Some earlier studies suggested that graphene oxide (GO) sheets adopt a crumpled configuration in water, similar to the shape of a paper ball, which turns into an even more compact, collapsed form upon addition of a poor solvent due to enhanced intrasheet affinity. Although those results have been debated in studies concerning membrane configurations, they are now often used to justify the existence of folds and wrinkles in solution-processed GO-based structures. This has led to a misconception that wrinkled and crumpled features may be intrinsic to solution processing and unavoidable. Here, we connect this problem to experimental observations of the liquid crystallinity of GO dispersions, which clearly show that the sheets are neither crumpled nor collapsed, with or without poor solvent. The sheets can simply fold flat or restack to hide their surfaces from poor solvent, without incurring the energetic cost of severe deformations to crumple.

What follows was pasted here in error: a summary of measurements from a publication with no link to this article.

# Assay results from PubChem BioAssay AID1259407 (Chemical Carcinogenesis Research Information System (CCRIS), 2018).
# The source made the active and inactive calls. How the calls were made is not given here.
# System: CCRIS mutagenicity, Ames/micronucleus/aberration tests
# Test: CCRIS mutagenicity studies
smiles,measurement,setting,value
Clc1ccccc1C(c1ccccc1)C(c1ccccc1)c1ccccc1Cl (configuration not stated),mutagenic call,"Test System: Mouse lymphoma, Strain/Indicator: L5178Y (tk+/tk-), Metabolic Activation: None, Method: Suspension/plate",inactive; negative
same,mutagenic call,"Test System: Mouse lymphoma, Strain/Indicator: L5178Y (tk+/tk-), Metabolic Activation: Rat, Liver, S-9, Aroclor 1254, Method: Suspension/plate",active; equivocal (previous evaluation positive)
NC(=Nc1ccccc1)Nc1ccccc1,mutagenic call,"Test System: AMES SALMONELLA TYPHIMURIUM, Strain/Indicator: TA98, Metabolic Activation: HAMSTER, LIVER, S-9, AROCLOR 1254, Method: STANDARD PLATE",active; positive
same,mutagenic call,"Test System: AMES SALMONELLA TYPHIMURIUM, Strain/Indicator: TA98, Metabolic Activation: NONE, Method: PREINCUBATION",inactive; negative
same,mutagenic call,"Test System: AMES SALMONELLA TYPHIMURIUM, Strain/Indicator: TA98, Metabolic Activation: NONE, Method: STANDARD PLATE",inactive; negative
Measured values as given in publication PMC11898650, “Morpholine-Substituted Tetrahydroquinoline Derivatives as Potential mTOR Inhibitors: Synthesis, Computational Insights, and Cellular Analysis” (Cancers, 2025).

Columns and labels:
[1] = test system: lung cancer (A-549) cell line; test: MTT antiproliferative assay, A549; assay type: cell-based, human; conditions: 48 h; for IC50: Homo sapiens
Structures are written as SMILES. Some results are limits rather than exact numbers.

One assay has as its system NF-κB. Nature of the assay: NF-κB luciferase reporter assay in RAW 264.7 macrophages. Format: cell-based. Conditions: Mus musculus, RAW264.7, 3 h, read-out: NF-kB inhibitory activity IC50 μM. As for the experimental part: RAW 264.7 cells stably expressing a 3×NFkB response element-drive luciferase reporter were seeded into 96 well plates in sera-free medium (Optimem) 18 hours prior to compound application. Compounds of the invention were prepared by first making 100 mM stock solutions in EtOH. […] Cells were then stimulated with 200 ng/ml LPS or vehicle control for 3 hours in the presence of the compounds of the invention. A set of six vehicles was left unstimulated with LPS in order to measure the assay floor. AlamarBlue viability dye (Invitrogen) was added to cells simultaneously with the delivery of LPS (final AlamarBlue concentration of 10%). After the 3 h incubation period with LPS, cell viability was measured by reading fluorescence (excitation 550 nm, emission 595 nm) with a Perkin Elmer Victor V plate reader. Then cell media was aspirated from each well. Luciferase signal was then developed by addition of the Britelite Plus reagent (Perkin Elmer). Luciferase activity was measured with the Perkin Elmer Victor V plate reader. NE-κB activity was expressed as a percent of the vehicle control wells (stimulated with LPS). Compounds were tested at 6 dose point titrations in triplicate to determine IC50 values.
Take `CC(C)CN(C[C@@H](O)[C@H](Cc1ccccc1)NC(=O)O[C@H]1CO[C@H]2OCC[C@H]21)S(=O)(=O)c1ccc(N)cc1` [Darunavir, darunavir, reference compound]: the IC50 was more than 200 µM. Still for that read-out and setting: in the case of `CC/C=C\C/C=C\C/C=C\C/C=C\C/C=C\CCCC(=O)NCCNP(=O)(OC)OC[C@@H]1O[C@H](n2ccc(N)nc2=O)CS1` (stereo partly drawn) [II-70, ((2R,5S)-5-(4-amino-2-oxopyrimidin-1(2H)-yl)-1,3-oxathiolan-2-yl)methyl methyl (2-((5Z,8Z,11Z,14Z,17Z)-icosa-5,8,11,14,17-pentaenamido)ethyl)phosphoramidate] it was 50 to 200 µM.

ASJC Scopus subject areas
- Chemical Engineering(all)